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Social Media is Driven by the Person, Not the Position

January 18, 2009

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Last Wednesday, I moderated a panel discussion on Government 2.0 for the Social Media Club, DC Chapter, where I had the opportunity to speak with, and more importantly, learn from, some of the people most responsible for that phrase – Government 2.0. I’m not even speaking of just the panelists – it seemed like virtually every attendee could have been one of the “experts” on the panel (and probably have been at some point).

Social Media Club DC Government 2.0 Panel

Social Media Club DC Government 2.0 Panel

Panelists included:

As I began the discussion, focusing first on the definition of Government 2.0, and then diving into some of the unique challenges the government faces, I noticed something about the three panelists and the 100 or so people in the audience.  This was a gathering of people interested in Government 2.0 and how this concept is fundamentally changing the way our government operates and the audience wasn’t filled with Chief Technology Officers, Chief Information Officers, Directors, or Secretaries – it was filled with scientists, contractors, members of the media, webmasters,and start-ups.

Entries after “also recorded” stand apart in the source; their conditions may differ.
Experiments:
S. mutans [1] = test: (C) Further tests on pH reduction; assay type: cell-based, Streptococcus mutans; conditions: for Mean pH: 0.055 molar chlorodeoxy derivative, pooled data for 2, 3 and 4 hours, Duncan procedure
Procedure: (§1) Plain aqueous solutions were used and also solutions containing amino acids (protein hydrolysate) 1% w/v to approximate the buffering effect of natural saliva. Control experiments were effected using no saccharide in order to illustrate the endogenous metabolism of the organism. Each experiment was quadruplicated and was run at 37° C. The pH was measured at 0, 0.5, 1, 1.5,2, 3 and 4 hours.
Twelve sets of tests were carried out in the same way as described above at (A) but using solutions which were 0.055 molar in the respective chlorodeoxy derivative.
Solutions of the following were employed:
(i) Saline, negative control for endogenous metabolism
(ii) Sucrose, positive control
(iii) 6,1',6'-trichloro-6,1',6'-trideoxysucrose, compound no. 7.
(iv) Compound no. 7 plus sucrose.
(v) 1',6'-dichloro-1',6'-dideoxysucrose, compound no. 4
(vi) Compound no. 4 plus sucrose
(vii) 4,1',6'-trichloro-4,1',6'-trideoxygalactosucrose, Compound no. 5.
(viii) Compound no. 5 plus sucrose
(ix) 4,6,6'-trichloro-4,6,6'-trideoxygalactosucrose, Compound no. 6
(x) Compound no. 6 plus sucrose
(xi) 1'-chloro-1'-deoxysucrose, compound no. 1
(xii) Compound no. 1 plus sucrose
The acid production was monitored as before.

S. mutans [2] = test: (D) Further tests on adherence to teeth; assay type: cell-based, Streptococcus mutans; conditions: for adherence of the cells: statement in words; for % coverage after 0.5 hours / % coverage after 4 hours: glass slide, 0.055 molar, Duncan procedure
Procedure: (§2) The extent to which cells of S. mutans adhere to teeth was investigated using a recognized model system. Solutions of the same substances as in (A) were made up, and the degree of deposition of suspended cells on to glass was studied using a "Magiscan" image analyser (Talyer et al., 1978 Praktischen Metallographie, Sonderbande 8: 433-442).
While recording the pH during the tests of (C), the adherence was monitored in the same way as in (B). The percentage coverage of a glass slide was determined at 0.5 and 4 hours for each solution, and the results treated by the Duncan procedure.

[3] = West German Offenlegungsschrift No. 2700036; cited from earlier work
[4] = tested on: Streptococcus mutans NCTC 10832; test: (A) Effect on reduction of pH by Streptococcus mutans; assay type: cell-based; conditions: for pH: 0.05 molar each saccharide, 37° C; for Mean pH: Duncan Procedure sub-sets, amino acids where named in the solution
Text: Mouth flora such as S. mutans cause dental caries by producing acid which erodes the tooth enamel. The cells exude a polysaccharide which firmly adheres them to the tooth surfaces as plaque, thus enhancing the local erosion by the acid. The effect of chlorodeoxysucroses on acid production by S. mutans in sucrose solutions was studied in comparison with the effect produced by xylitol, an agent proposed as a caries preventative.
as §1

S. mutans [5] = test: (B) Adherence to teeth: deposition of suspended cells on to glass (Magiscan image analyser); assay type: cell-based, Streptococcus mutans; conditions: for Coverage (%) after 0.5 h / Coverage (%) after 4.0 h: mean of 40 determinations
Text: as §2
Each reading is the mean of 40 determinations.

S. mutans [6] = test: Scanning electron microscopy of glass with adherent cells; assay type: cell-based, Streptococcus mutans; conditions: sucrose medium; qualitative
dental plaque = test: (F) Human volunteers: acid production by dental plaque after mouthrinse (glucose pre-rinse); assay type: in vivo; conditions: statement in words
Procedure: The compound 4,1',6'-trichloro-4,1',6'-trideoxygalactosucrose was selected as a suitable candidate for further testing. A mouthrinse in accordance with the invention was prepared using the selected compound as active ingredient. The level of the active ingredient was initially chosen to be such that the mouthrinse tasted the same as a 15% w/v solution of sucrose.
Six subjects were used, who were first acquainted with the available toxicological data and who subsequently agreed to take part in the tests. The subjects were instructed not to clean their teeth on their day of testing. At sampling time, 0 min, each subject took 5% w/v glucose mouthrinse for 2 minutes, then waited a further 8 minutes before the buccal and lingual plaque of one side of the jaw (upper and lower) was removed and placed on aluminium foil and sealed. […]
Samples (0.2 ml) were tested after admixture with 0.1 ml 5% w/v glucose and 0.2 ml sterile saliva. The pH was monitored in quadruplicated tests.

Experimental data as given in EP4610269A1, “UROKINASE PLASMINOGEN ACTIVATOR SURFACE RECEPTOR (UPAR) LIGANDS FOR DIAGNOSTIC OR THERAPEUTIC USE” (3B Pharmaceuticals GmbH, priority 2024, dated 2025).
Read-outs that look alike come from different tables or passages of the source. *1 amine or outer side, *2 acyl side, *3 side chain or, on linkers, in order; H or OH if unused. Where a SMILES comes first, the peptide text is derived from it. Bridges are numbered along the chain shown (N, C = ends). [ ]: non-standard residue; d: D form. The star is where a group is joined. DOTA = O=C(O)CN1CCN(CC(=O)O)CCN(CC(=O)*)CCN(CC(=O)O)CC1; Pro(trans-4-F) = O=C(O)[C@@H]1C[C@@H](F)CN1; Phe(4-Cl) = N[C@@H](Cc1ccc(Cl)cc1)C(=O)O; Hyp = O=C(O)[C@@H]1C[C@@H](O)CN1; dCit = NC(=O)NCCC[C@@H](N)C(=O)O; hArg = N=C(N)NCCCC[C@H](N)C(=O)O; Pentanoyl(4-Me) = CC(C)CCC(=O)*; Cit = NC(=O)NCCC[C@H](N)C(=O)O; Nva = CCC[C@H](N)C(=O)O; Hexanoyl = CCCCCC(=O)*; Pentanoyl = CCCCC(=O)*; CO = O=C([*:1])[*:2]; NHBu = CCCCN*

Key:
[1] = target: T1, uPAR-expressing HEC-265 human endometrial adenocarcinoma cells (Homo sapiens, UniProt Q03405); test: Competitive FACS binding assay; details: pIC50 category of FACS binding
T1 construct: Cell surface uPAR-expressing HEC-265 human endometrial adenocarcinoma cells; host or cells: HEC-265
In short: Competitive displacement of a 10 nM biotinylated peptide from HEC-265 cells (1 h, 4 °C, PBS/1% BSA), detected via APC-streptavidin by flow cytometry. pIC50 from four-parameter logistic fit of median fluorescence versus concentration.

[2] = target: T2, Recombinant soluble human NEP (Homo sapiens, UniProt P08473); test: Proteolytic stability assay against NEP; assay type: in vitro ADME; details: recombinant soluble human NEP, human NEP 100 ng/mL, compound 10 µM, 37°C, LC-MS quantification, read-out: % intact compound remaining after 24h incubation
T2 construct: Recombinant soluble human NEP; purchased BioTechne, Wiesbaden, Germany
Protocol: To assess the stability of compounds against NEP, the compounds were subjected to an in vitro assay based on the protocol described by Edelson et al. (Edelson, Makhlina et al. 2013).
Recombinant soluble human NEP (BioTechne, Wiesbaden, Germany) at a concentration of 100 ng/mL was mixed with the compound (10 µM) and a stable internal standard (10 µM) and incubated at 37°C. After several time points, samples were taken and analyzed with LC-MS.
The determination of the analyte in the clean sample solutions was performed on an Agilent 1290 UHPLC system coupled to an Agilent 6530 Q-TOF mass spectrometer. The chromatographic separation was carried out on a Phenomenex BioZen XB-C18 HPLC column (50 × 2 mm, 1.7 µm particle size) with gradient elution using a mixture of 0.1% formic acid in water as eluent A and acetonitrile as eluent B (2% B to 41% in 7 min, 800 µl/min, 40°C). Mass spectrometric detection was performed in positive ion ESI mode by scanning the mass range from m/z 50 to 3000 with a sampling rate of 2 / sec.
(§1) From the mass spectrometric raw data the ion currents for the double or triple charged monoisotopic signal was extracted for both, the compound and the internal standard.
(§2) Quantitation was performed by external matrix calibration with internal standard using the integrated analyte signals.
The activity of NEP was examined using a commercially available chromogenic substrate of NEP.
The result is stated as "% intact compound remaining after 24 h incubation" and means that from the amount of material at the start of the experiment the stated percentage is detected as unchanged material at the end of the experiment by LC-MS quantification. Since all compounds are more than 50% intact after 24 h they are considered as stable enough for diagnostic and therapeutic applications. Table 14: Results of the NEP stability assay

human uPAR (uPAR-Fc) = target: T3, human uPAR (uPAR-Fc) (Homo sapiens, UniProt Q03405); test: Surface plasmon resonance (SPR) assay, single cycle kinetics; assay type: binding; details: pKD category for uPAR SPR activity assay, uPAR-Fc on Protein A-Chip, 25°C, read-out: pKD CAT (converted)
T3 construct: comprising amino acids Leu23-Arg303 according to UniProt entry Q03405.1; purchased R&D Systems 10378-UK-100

That’s when it really hit home for me, that the present and future of social media within the government doesn’t lie with whom President Obama’s CTO will be, or what memos and directives the Obama administration will issue.

Social media is driven by the person, not the position.

It doesn’t matter if you’re a GS-7 working on a government website, a concerned citizen, or a Chief Technology Officer – social media isn’t about the title, it’s about the person.  It’s about the person who has seen the potential of social media to make a change for the better and who has done something about it.  It’s about the guy who convinces his administrator to do a press conference on Twitter.  It’s about the group of people who self-organize a Government 2.0 Barcamp.  It’s about the IT specialist who starts an entire social network dedicated to Government 2.0 in his spare time.

Speculating about Obama’s CTO or the impact this Administration will have on Government 2.0 is fun, but if you really want an idea of the future of social media and government, stop looking at the titles that follow the name, and focus instead on the person behind the name.  Some of the most exciting things happening in Government 2.0 have their roots not in corner offices, but from cubicles, personal laptops, happy hours, and networking events.

*Photo courtesy of Mark Drapeau

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